When your band features a Beatle (George Harrison), a Heartbreaker (Tom Petty), The Bard (Bob Dylan), The Voice (Roy Orbison) and The Sound (Jeff Lynne), you're gonna be a pretty impressive outfit.
What's your favorite supergroup? There are plenty to choose from, to be sure.
Cream. Blind Faith. Derek and the Dominos. (OK, enough of the Eric Clapton groups.)
And there's Crosby, Stills, Nash & Young. The Highwaymen. Damn Yankees. Mad Season. Chickenfoot. Them Crooked Vultures. Velvet Revolver. Those are just the ones I can think of. There are certainly more.
My favorite? No question. The Traveling Wilburys.
When your band features a Beatle (George Harrison), a Heartbreaker (Tom Petty), The Bard (Bob Dylan), The Voice (Roy Orbison) and The Sound (Jeff Lynne), you're gonna be a pretty impressive outfit. If you've never heard the music of the Traveling Wilburys, take a few minutes and spend some time on YouTube. (I won't tell your bosses, colleagues or family members ... go ahead.) Let me know when you're done.
By: Chris Shields
Source: St. Cloud Times
Global Beatles Day was founded, not with commercial purposes, but to commemorate their music and celebrate them collectively and individually. Even further tan Ringo Starr, Paul McCartney, John Lennon and George Harrison's magical tunes, The Beatles were huge on promoting peace and love, truth and youth, and most of all, the expansion of human consciousness. They explored the expansion of rhythm and blues, rock and roll, until they innovated and found new ways to make music. GBD is celebrated on June 25th because the hit song “All you need is love” was performed by The Beatles on the BBC produced program, Our World, on that same day in 1967.
In order to celebrate the four musicians, we’ve compiled a series of their greatest quotes; some of which made it into their song lyrics, and some others just went down in history.
“Life is what happens while you are busy making other plans.” – John Lennon
“And, in the end, the love you take, is equal to the love you make.” – Paul McCartney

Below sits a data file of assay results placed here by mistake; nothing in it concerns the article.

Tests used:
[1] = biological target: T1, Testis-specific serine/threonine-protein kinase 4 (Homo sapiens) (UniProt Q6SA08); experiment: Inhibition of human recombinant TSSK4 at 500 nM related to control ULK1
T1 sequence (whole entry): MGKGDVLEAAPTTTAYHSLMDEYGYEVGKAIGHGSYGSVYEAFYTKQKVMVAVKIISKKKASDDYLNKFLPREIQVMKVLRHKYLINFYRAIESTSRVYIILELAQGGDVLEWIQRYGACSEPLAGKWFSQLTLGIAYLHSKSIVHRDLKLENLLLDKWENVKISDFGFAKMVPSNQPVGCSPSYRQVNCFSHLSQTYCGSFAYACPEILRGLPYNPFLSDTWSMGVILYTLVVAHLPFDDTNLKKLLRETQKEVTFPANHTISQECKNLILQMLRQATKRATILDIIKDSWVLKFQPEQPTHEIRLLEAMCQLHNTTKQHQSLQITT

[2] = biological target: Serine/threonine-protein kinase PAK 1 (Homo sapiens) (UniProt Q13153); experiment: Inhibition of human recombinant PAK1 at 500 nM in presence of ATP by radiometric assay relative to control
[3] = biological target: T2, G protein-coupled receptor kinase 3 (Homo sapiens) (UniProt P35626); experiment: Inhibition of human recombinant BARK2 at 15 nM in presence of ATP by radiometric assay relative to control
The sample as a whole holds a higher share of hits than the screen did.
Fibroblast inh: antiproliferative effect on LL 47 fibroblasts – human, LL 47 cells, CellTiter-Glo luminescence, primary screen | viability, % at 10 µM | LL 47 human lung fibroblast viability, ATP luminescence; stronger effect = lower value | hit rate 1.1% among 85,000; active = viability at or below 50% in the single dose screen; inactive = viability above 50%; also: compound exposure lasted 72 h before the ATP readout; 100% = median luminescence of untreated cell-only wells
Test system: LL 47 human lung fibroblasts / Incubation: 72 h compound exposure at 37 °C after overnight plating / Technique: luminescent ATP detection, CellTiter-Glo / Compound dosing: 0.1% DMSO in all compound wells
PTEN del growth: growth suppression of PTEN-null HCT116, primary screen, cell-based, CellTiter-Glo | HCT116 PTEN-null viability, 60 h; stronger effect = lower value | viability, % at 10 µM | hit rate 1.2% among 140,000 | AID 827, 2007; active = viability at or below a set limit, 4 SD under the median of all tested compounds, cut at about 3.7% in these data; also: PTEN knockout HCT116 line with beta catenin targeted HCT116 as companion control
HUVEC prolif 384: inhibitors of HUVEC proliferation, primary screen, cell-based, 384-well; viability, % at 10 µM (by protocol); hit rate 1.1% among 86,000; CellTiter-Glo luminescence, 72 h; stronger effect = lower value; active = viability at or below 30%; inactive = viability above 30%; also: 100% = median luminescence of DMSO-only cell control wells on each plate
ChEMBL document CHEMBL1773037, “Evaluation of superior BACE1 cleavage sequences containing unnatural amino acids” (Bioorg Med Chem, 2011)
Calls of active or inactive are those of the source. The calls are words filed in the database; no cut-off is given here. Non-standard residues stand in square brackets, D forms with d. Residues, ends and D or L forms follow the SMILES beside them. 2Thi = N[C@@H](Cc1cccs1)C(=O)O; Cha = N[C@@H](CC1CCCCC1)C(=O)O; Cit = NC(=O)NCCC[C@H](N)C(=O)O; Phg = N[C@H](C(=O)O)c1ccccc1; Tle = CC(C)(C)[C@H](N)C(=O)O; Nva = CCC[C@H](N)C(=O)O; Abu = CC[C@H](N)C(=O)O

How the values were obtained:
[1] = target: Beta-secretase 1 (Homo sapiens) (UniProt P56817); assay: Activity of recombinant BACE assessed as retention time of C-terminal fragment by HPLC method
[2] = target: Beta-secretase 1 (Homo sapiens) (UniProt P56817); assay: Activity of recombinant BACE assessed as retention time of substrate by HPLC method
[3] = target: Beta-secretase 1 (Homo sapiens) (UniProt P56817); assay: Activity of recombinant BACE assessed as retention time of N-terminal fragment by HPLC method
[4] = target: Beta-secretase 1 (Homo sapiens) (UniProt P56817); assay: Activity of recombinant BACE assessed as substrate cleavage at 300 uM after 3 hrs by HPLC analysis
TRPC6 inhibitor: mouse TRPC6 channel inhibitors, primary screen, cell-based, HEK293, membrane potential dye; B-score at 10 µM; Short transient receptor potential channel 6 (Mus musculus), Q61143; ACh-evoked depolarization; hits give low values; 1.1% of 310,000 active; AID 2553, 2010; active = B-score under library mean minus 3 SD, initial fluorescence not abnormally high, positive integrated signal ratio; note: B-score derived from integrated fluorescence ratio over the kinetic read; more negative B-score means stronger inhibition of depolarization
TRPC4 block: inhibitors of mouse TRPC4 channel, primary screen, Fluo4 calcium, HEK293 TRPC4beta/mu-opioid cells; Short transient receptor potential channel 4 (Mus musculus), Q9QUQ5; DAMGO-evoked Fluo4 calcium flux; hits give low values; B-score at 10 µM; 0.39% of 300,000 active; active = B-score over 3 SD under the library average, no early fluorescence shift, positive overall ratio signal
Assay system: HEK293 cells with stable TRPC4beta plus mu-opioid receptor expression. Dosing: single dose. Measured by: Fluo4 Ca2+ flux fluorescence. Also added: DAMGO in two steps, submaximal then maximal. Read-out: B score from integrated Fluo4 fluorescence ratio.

“It's all in the mind.” – George Harrison
“Time you enjoy wasting, was not wasted.” – John Lennon
Perhaps the most surprising thing about Paul McCartney’s recent collaborations with rap superstar Kanye West — apart from the fact that Paul McCartney actually collaborated with Kanye West — is how dominant the former Beatle is on each song.
Though it’s coated with auto-tune and sung by West, “Only One” is the kind of crackling oddball that would sit right at home on 1980’s weird but sincere McCartney II, its punch-drunk keys and effects dropping out intermittently to reinforce West’s intense love for his young daughter and late mother.
“FourFiveSeconds” is sung largely by R&B hitmaker Rihanna. Its words are an ode to club-life catharses — “I think I’ve had enough/ I might get a little drunk/ I say what’s on my mind/ I might do a little time” — and it leans heavily on Rihanna’s serpentine croon and West’s earnest speak-singing. But the bright jangle of McCartney’s acoustic guitar and the ebullient lilt of the song’s infectious chorus recall the underrated joys of 1971’s Ram.
Following the December release of “Only One,” a shower of uninformed Twitter users reacted details
But Berwyn Mountains flying saucer investigator Russ Kellett insists the drawing of an encounter Lennon had with a flying saucer in New York is genuine.
The former girlfriend of John Lennon is reported to have claimed a rare drawing of a UFO by the Beatles legend, acquired by an expert on one of North Wales’ greatest mysteries, is a fake.